Joseph Castellano, the county legislator who represents Brewster, which has its own taxi commission, leaned toward opting out, noting that while “all of New York State — upstate especially — really wants Uber and Lyft because of a lack of taxicabs, Putnam County, I think, is sort of unique. We have a lot of taxicab companies that operate here.”

In 2013 the Putnam County Transportation Advisory Committee, chaired by Vincent Tamagna, recommended the county ask the state for permission to create a taxi commission, but municipalities such as Brewster, Kent, Southeast and Patterson, resisted. By contrast, Cold Spring backed the idea.

A screen shot from the Uber app

At the June 22 meeting, Barbara Scuccimarra (R-Philipstown) asked her colleagues to consider the needs of residents on the western side of the county, where there are fewer taxi services, before quashing ride-hailing.

“For a person to say to a taxi, ‘Come over to this side of the county,’ is like $70,” she said. “Uber would be a lot more reasonable for them to be able to get around the county when they don’t have the accessibility to buses as we do over here” in Carmel. She also said she “would like to hear Uber’s side” of the debate.

The new DMV regulations require ride-hailing drivers to be at least 19 years old, pass a criminal background check and have a clean driving record. (Uber and Lyft currently require its drivers to be at least 21, and the companies conduct their own background checks.) On June 29, Gov. Andrew Cuomo signed into law a bill co-sponsored by state Sen. Sue Serino, who represents Philipstown and Beacon, that prohibits Level 1 sex offenders from becoming ride-hailing drivers. Level 2 and 3 offenders are already banned.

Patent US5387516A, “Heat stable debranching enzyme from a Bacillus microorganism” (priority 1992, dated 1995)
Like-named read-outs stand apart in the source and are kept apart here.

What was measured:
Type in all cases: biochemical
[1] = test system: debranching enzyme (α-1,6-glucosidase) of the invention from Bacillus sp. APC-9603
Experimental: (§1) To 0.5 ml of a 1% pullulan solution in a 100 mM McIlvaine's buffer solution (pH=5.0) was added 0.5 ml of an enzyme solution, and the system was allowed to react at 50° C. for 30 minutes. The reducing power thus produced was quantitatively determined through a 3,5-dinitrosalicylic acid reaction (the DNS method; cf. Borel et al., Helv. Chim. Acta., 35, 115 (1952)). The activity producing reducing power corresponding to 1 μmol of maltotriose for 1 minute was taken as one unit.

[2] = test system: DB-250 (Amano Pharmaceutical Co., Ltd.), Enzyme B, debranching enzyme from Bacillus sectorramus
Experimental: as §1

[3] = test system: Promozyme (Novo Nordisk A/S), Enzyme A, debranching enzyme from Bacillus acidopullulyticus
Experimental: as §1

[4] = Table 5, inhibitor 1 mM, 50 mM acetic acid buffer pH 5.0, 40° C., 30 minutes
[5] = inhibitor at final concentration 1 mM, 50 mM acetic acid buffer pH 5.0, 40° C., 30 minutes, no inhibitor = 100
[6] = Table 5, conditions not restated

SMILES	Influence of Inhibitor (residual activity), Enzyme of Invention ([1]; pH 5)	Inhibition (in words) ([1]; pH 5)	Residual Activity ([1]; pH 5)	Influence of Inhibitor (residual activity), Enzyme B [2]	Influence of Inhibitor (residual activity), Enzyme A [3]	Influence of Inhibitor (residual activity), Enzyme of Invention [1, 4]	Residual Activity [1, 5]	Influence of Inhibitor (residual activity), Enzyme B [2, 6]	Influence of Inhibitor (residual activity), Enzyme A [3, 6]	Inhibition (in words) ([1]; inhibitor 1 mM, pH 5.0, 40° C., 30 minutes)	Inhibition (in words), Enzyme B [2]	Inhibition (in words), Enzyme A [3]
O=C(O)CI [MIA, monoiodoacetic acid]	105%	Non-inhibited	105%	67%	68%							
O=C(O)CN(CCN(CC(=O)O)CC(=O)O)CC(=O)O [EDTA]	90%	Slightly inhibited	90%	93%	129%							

Upstate New York is one of the last places in the continental U.S. to hold out against ride-hailing, although many upstate officials argue it will provide jobs and better transportation options for rural areas, as well as cut down on drunk driving.

“Upstate cities are undergoing a revitalization but that can’t continue unless we have the most basic services that nearly every other city in the U.S. enjoys,” read a letter sent in December to the governor signed by, among others, Dutchess County Executive Marc Molinaro. “When visitors arrive in Albany, Buffalo, Syracuse, Rochester, Utica and other cities, they are simply stunned when they open up their Uber app and see that they can’t get a ride here.”

After hearing complaints from cabbies, Beacon police have ticketed drivers, often from Newburgh, at the Metro-North station who do not have medallions issued by the city or taxicab operator licenses issued by the police department. Brewster cabbies on June 22 complained to legislators about ride-hailing drivers from Connecticut who picked up fares at the train station there.

Holly Crocco and Liz Schevtchuk Armstrong contributed reporting.